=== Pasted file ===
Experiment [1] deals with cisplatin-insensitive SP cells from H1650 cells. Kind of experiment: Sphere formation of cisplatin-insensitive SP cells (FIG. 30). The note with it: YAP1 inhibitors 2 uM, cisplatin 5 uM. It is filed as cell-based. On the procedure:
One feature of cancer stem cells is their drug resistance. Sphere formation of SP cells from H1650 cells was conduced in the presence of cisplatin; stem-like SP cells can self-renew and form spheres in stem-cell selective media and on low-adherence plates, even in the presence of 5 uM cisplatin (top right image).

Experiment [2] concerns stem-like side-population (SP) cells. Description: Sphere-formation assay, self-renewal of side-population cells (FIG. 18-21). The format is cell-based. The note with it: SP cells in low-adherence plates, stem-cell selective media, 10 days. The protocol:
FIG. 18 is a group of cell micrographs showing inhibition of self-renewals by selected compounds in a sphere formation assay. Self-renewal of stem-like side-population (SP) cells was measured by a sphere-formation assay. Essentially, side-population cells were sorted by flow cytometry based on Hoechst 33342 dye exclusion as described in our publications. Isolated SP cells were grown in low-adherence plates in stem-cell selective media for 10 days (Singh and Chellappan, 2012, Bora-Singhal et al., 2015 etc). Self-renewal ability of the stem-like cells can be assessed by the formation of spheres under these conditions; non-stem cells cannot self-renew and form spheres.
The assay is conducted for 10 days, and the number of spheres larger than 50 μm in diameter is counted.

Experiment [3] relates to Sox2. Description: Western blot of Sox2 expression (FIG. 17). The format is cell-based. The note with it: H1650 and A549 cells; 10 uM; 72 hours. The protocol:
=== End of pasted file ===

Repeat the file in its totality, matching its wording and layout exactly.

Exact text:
Experiment [1] deals with cisplatin-insensitive SP cells from H1650 cells. Kind of experiment: Sphere formation of cisplatin-insensitive SP cells (FIG. 30). The note with it: YAP1 inhibitors 2 uM, cisplatin 5 uM. It is filed as cell-based. On the procedure:
One feature of cancer stem cells is their drug resistance. Sphere formation of SP cells from H1650 cells was conduced in the presence of cisplatin; stem-like SP cells can self-renew and form spheres in stem-cell selective media and on low-adherence plates, even in the presence of 5 uM cisplatin (top right image).

Experiment [2] concerns stem-like side-population (SP) cells. Description: Sphere-formation assay, self-renewal of side-population cells (FIG. 18-21). The format is cell-based. The note with it: SP cells in low-adherence plates, stem-cell selective media, 10 days. The protocol:
FIG. 18 is a group of cell micrographs showing inhibition of self-renewals by selected compounds in a sphere formation assay. Self-renewal of stem-like side-population (SP) cells was measured by a sphere-formation assay. Essentially, side-population cells were sorted by flow cytometry based on Hoechst 33342 dye exclusion as described in our publications. Isolated SP cells were grown in low-adherence plates in stem-cell selective media for 10 days (Singh and Chellappan, 2012, Bora-Singhal et al., 2015 etc). Self-renewal ability of the stem-like cells can be assessed by the formation of spheres under these conditions; non-stem cells cannot self-renew and form spheres.
The assay is conducted for 10 days, and the number of spheres larger than 50 μm in diameter is counted.

Experiment [3] relates to Sox2. Description: Western blot of Sox2 expression (FIG. 17). The format is cell-based. The note with it: H1650 and A549 cells; 10 uM; 72 hours. The protocol: